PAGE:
Entgrenzter Rechtsextremismus?

12.3.2015

Anton Shekhovtsov: "Aleksandr Dugin’s Neo-Eurasianism"

Positionspapier zum Vertiefungsangebot "Grenzübergreifende Konzepte der radikalen Rechten" im Rahmen der Fachtagung "Entgrenzter Rechtsextremismus? Internationale Perspektiven und Gegenstrategien" der Bundeszentrale für politische Bildung in München, 09.-10.02.2015.

Before the dramatic events in Ukraine, Aleksandr Dugin and his Neo-Eurasianism remained largely confined to academic explorations of Russian nationalism, and these have always been accompanied by the question of whether Dugin’s Neo-Eurasianism was significant enough to warrant so much effort. As early as 2001, Stephen Shenfield wrote in his Russian Fascism that “Dugin’s influence on the Russian elite [remained] limited and highly uneven”. This evaluation seemed fair for the year 2001, but since then the situation has clearly changed. How exactly it has changed and how Dugin’s background has shaped the role he plays in today’s Russian politics are the questions that will be discussed in this paper.

Discussing the West European roots of Dugin’s Neo-Eurasianism, the paper argues that, despite the name, Neo-Eurasianism has a limited relation to Eurasianism, the interwar Russian émigré movement that could be placed in the Slavophile tradition. Rather, Neo-Eurasianism is a mixture of the ideas of René Guénon, Julius Evola, National Bolshevism, the European New Right and classical geopolitics.

Dugin founded the International Eurasian Movement in 2003 and was appointed professor at the Moscow State University in 2008. From 2005 onwards, he also became a popular political commentator who frequently appeared on prime time talk shows and published in influential newspapers. These positions allowed him to bring his Neo-Eurasianist ideas directly to the academic world, whilst using his academic title as a prestigious cover-up for his irrational ideas.

Dugin became especially famous in Russia for the Neo-Eurasianist version of classical geopolitics. His book The Foundations of Geopolitics outlined his political and ideological vision of Russia’s place in the world, as well as revisionist and expansionist foreign policy. Dugin was a staunch opponent of former Russian president Boris Yeltsin, but hailed the ascent of Vladimir Putin. In its turn, the Kremlin clearly perceives Dugin’s ideas as useful. By being regularly present in the public sphere, Dugin and other Russian right-wing extremists extending the boundaries of a legitimate space for illiberal narratives make Russian society more susceptible to Putin’s authoritarianism.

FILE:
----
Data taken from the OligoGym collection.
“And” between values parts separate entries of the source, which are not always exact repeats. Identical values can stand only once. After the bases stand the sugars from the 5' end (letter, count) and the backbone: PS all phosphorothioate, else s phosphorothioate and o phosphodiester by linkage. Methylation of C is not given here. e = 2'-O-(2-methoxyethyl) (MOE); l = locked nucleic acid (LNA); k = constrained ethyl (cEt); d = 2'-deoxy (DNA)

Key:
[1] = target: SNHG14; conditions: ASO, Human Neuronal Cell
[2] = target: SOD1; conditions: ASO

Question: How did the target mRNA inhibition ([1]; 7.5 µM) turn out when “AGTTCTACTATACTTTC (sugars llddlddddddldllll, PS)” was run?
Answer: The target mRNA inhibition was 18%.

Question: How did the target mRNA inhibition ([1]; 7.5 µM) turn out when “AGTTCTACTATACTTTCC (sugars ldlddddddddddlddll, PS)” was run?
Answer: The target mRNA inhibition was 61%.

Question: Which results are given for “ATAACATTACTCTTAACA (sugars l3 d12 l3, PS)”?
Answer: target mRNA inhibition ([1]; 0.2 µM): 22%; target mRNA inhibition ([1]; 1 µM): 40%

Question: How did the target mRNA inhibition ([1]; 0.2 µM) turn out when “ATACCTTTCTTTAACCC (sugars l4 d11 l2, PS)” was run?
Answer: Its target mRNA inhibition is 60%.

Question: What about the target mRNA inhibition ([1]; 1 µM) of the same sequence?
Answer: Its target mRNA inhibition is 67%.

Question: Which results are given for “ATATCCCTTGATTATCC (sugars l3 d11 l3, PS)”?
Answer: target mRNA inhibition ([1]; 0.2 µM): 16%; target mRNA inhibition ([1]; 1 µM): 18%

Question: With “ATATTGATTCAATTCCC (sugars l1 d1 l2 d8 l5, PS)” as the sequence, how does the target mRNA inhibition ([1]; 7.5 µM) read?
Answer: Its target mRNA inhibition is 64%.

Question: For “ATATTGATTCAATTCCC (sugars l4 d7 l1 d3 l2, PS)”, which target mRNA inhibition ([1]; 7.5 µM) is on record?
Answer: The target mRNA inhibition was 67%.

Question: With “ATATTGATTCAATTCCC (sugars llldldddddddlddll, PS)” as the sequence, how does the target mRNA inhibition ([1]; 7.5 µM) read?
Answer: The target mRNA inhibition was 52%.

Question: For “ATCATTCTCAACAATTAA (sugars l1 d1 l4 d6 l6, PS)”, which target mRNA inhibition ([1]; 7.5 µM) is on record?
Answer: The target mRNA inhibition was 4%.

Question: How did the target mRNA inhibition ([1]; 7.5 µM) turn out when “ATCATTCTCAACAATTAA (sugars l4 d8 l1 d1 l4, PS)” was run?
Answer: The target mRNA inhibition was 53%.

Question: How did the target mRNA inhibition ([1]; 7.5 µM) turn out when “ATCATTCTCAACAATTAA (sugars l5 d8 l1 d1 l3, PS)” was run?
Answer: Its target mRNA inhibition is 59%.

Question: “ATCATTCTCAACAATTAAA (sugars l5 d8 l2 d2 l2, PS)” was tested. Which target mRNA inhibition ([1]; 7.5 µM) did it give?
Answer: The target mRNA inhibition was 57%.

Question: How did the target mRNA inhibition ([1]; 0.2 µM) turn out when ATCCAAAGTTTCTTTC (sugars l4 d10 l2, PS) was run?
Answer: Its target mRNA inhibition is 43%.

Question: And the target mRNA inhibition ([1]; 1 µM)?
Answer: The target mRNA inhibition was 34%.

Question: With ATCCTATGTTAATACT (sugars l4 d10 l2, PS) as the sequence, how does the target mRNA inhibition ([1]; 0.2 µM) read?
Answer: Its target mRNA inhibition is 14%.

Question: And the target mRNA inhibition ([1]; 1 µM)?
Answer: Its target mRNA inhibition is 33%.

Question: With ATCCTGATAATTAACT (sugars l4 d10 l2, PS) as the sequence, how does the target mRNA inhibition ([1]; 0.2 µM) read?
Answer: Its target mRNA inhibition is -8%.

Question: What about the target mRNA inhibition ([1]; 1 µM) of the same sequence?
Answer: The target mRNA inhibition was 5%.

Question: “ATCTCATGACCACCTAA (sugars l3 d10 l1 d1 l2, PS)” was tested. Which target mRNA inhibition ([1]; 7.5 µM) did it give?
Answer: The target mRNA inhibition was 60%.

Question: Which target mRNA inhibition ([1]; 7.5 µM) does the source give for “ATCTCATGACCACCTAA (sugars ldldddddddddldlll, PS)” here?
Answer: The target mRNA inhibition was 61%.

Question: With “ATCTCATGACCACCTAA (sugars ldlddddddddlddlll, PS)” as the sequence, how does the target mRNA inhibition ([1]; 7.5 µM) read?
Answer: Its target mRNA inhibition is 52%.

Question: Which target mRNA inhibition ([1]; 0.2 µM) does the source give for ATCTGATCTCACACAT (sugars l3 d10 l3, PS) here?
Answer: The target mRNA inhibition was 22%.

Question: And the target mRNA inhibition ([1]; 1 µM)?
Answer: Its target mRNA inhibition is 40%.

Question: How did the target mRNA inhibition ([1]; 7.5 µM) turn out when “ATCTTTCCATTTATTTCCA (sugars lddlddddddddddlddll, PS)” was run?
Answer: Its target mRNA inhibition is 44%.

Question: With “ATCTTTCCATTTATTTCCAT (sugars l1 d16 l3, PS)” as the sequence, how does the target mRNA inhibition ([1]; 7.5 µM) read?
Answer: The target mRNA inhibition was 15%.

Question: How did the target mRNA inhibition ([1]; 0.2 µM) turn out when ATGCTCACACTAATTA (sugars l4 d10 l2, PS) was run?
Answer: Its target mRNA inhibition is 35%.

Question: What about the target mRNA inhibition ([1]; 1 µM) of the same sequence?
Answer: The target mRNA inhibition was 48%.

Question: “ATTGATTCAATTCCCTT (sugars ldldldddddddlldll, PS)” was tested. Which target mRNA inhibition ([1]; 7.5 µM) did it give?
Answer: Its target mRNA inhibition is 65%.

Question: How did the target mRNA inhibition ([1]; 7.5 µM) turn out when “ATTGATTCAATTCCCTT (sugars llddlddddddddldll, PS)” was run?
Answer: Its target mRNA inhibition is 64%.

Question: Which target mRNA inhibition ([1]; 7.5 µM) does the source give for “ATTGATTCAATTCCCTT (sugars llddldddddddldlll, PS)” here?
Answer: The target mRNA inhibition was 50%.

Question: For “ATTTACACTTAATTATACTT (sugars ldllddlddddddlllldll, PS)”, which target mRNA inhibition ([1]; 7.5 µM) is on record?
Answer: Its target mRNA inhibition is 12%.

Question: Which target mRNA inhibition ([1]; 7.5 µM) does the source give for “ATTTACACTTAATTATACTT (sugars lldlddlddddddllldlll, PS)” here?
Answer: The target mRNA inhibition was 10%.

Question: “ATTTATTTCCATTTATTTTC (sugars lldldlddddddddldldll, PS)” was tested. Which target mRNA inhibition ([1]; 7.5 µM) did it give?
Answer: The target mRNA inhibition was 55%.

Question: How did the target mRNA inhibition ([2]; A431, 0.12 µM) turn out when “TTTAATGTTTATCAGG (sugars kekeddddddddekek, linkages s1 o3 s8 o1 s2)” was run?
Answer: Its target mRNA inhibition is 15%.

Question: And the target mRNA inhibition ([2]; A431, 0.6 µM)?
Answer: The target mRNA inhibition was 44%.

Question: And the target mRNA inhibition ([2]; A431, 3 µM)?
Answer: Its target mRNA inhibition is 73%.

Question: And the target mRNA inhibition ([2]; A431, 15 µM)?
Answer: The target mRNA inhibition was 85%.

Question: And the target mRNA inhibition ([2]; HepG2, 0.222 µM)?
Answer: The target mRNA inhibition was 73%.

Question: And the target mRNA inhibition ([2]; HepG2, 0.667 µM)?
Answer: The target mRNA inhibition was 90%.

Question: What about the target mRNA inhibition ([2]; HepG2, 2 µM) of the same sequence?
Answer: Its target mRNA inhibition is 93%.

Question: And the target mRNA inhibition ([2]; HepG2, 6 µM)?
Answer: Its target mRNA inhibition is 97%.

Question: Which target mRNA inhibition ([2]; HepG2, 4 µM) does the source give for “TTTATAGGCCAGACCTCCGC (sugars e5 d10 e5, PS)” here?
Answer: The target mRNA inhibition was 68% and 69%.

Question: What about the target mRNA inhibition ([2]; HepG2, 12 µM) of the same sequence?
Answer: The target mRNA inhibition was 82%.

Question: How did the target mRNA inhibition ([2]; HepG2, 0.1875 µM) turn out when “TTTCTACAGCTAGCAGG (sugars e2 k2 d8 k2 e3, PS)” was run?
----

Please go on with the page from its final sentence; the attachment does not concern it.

There are obvious similarities between Dugin’s and Putin’s narratives: anti-Westernism, expansionism, rejection of liberal democracy, etc. However, it would be wrong to suggest that any of these or similar ideological elements are exclusive to either Putin or Dugin, as they have been embedded in Russian politics for more than a century. Furthermore, there are currently more differences than similarities between the political projects of Putin and Dugin. Putin’s project is authoritarian and restorationist, while that of Dugin is fascist and revolutionary.

The paper arrives at the following conclusions: Firstly, Dugin’s organisational and intellectual initiatives are integral elements of Putin’s authoritarian system. In this role, Dugin joins dozens of other agents of right-wing cultural production who, in one manner or another, contribute to the public legitimisation of Putin’s regime. Secondly, Dugin has worked his way up from the eccentric fringes to the Russian socio-cultural mainstream, but his ideology has not changed since the 1990s. What has radically changed is the Russian mainstream political discourse.

Thirdly, the increasing anti-Westernism and anti-liberalism of Putin’s system, its drive to consolidate influence in Eurasia and the country’s growing social conservatism are indicative of the fact that today Dugin and other far right intellectuals are winning their struggle for cultural hegemony in Russia.

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